the city until it's destruction by the Mongolian troops during Tamerlane's
invasion of Syria in AD 1401. Among the finest artifacts discovered at the
site are beautiful carved and decorated marble panels depicting crosses many
with Syriac Estrangelo scripts, also Painted cross fragments, pottery, clay
But the professor has
confirmed that "I trust the information on the telephone and I suspect that
our ability to work at the site has come to an end". So it seems another
chapter has ended abruptly on a great discovery, which brought back memories
of our great Assyrian church heritage that flourished in these lands. Rarely
We should of course thank the Syrian Government for allowing excavations to
take place at the site for many years. Especially when we know that the see
The Area 3 church at Tuneinir was constructed in four distinct architectural phases.
[Zinda: Similarly, a very alarming situation threatens the Assyrian churches in Turkey. According to Turkish sources in 2001, a dam is being built a dam is being built which will
completely inundate the area around the town of Qudshanis, and 9 ancient
churches belonging to the Church of the East and several `palaces/castles´ plus an old Assyrian cemetery that contains 16 gravestones. According to Mr. Paul Younan of Chicago, among these is mentioned the historic Church of Mar Shalita, the Patriarchal
seat of the Mar Shimun family which houses the tombs of several
Patriarchs. These churches are also home to many precious artifacts either within the buildings of the
churches and/or monasteries, or hidden in the general vicinity.]
(ZNDA: Baghdad) On the morning of 7 June, in the Assyrian quarters of Dora in Baghdad, a group of Assyrians waiting for their daily ride to work became victims of a drive-by shooting. Four masked gunmen, riding a 1996 Toyota, drove by and opened fire at the group. Three men and a woman were killed and many were injured whose condition at press time remains critical. There were four Assyrians among the victims whose names according to the Assyrian Democratic Movement's Information Bureau in Baghdad are:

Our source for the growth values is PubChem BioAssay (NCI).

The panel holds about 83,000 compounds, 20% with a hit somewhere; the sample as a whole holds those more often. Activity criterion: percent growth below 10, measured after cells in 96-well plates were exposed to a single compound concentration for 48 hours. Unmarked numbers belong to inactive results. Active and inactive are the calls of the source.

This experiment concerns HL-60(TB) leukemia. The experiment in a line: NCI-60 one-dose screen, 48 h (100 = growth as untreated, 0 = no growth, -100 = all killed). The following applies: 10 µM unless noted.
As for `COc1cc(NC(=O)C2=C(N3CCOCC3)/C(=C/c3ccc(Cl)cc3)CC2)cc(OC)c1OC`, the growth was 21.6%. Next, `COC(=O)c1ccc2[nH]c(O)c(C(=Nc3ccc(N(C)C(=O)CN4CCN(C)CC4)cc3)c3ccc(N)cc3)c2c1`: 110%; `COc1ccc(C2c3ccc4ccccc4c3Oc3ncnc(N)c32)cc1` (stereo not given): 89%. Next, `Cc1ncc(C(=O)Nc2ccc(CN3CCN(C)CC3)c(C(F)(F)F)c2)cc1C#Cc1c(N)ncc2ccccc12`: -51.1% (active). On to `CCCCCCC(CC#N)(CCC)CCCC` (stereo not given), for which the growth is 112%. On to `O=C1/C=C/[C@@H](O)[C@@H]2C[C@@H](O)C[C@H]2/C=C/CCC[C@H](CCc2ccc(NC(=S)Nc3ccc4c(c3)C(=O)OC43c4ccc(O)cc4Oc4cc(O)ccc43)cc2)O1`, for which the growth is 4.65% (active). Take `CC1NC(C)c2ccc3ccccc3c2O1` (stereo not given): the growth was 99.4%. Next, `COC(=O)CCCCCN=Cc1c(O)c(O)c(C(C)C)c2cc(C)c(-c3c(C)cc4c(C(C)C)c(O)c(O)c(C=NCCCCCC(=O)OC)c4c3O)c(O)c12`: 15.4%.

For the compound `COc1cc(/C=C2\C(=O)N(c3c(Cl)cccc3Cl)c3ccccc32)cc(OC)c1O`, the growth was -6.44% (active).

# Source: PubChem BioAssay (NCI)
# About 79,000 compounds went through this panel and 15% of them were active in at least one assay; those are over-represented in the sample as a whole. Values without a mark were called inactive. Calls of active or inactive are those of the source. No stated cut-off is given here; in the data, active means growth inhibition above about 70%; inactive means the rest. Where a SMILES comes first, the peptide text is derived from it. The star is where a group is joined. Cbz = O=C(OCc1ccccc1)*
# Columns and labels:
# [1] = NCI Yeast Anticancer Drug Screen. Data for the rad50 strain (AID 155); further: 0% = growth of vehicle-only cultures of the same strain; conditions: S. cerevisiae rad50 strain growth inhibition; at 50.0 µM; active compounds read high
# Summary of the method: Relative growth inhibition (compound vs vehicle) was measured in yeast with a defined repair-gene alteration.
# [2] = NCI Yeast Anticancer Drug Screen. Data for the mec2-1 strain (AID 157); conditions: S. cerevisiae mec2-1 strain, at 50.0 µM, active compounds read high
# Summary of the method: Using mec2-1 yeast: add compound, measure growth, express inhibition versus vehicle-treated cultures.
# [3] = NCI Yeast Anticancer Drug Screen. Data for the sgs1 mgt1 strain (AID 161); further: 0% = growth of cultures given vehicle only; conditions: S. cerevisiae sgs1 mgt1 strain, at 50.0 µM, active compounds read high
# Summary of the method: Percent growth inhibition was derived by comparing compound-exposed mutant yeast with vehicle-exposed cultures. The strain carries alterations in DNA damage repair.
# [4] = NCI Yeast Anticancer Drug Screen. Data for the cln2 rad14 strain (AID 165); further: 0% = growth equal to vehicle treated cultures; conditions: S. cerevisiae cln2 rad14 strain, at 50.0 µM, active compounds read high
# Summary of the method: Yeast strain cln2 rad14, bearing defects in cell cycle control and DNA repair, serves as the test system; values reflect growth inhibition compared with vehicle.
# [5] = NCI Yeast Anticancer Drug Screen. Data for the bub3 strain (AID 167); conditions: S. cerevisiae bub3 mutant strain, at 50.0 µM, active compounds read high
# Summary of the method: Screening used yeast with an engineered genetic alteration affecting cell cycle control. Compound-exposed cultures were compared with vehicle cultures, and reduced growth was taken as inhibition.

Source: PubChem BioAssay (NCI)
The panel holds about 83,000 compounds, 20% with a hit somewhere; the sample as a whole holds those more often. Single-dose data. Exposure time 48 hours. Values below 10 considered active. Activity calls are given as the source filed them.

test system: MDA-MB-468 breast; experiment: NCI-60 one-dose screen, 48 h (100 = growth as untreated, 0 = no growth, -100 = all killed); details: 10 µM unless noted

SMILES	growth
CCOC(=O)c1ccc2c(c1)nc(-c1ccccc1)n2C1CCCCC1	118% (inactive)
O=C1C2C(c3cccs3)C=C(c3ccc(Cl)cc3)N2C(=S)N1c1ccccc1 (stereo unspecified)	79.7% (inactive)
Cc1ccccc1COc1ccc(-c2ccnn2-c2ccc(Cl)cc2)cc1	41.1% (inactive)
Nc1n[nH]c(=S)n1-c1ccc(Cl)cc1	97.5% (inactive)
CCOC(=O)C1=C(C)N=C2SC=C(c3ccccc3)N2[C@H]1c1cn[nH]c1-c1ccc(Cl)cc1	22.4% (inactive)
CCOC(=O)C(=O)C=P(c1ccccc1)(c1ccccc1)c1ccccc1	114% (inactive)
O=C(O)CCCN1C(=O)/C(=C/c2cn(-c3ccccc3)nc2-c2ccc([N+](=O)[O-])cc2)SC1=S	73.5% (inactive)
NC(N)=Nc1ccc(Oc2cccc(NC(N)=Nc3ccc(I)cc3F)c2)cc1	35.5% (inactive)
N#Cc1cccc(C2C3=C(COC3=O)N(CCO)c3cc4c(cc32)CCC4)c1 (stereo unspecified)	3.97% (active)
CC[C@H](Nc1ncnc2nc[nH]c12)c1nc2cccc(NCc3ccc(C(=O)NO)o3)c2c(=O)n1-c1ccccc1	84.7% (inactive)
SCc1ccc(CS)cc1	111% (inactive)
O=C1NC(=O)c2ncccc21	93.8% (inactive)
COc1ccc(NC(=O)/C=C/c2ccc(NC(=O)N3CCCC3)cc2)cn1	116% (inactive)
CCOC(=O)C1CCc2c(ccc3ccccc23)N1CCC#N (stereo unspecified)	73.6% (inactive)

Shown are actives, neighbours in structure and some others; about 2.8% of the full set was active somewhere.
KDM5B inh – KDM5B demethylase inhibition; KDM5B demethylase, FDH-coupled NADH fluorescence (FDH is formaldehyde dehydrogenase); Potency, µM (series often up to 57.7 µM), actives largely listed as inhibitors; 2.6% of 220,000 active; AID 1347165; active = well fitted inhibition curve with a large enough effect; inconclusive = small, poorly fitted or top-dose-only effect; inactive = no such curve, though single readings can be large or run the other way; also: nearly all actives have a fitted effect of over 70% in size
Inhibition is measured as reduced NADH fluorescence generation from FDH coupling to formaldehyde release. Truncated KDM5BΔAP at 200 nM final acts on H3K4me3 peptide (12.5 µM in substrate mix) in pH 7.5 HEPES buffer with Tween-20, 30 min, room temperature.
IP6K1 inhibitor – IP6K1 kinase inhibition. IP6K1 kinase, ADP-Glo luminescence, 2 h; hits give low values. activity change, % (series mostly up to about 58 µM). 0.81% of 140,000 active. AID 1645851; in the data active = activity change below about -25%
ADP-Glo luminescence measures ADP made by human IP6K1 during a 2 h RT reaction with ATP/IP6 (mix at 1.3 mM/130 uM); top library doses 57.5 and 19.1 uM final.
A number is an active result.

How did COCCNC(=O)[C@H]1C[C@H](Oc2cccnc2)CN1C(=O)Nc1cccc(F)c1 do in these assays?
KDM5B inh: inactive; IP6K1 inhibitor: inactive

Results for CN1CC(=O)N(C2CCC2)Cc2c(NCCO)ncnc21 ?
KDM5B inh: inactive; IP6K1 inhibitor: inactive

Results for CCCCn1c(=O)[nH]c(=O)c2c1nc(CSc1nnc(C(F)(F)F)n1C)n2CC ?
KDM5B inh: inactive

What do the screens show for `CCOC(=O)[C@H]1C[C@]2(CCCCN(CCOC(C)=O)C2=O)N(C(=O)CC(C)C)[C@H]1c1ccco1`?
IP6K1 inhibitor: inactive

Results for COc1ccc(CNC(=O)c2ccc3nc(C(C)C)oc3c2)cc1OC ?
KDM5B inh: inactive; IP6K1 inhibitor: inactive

Ramiz and Rami Muwafaq were severely injured.
Again at five O'clock in the afternoon, a group of masked and unidentified individuals riding a non-licensed red Opel, attacked and killed a group of women returning from work in the quarters of Ghadeer in Baghdad.
1. Alice Aramayis (40, mother of a boy and a girl)
All victims were working for the Coalition Provisional Authority and U.S.-based companies in Baghdad.
Sargon Lazar, Kirkuk's Official Representative to the Special Committee
(ZNDA: Kirkuk) Mr. Sargon Lazar, a member of the city of Kirkuk's Council will be that city's representative at the Electoral Commission. The Commission was named last Friday. As an an independent committee it will help organise an Iraqi National Conference next month. The Conference will then coordinate the elections, due to take place by 31 January 2005 if security permits.
The National Conference will select the Iraqi Interim National Assembly (majlis watani mu'aqqat). The Electoral Commission was to comprise of all the dissolved members of the Iraqi Governing Council who were not assigned ministerial position, including the Hon. Yonadam Kanna, in addition to the different representatives from the eighteen Iraqi governorates and other notables. To date, Mr. Yonadam Kanna has not been appointed to any election-related organizing body, a move that has raised much concern among the Assyrian activities within and outside of Iraq.
During the 12 June City Council of Kirkuk meeting, presided over by Governor Abdul Rahman Mustafa, the issue of Kirkuk representation to the Electoral Commission was discussed. After long deliberation, two candidates emerged as Kirkuk's representatives: Firyad Omar, a City Council member from the Turkoman coalition and Sargon Lazar, a City Council member from the Chaldo-Assyrian coalition.
A secret ballet then took place to pick Kirkuk's official representative to the electoral commission. Mr. Sargon Lazar won by 19 votes against 15. It is unclear from the information received by Zinda Magazine the Kurdish and Arab Council members disinterest in running for this position.
Carina Perelli, a United Nations elections expert sent to Iraq to oversee the process, named a seven-member Independent Electoral Commission and a chief elections officer who will lay the groundwork for the ballot over the coming seven months. The eight are:
Mr. Mohammed Allami was appointed as the Chief Election Officer. No Chaldo-Assyrian person was appointed to the IEC.
The Independent Electoral Commission was named three days after the appointment of an interim Iraqi government, drawn up in collaboration with the United Nations and Washington, which will take back sovereignty from U.S.-led authorities on June 30.
U.S. authorities have assigned $260 million to organise the elections.